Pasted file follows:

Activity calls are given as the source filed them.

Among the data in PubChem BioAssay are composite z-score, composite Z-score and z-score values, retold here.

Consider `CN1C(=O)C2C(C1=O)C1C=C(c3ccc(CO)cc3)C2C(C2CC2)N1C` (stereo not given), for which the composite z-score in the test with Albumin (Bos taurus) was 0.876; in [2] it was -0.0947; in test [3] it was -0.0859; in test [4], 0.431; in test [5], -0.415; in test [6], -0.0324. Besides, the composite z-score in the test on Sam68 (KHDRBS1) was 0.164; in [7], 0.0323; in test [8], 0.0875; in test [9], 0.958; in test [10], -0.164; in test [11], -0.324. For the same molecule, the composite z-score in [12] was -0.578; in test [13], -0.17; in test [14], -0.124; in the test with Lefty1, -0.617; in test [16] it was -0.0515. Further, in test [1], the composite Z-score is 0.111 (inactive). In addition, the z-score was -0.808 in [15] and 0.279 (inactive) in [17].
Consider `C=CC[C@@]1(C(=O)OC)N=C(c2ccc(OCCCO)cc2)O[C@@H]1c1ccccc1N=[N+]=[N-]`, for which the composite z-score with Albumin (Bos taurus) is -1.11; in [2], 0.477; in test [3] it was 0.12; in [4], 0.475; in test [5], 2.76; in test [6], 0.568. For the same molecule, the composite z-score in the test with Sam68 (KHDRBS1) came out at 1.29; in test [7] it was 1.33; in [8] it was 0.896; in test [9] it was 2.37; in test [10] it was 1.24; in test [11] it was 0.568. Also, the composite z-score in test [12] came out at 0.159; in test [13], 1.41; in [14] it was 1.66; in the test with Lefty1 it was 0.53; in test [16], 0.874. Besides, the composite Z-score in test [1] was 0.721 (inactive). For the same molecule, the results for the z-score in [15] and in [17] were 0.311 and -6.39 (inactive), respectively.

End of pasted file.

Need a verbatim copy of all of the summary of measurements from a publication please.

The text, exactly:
Activity calls are given as the source filed them.

Among the data in PubChem BioAssay are composite z-score, composite Z-score and z-score values, retold here.

Consider `CN1C(=O)C2C(C1=O)C1C=C(c3ccc(CO)cc3)C2C(C2CC2)N1C` (stereo not given), for which the composite z-score in the test with Albumin (Bos taurus) was 0.876; in [2] it was -0.0947; in test [3] it was -0.0859; in test [4], 0.431; in test [5], -0.415; in test [6], -0.0324. Besides, the composite z-score in the test on Sam68 (KHDRBS1) was 0.164; in [7], 0.0323; in test [8], 0.0875; in test [9], 0.958; in test [10], -0.164; in test [11], -0.324. For the same molecule, the composite z-score in [12] was -0.578; in test [13], -0.17; in test [14], -0.124; in the test with Lefty1, -0.617; in test [16] it was -0.0515. Further, in test [1], the composite Z-score is 0.111 (inactive). In addition, the z-score was -0.808 in [15] and 0.279 (inactive) in [17].
Consider `C=CC[C@@]1(C(=O)OC)N=C(c2ccc(OCCCO)cc2)O[C@@H]1c1ccccc1N=[N+]=[N-]`, for which the composite z-score with Albumin (Bos taurus) is -1.11; in [2], 0.477; in test [3] it was 0.12; in [4], 0.475; in test [5], 2.76; in test [6], 0.568. For the same molecule, the composite z-score in the test with Sam68 (KHDRBS1) came out at 1.29; in test [7] it was 1.33; in [8] it was 0.896; in test [9] it was 2.37; in test [10] it was 1.24; in test [11] it was 0.568. Also, the composite z-score in test [12] came out at 0.159; in test [13], 1.41; in [14] it was 1.66; in the test with Lefty1 it was 0.53; in test [16], 0.874. Besides, the composite Z-score in test [1] was 0.721 (inactive). For the same molecule, the results for the z-score in [15] and in [17] were 0.311 and -6.39 (inactive), respectively.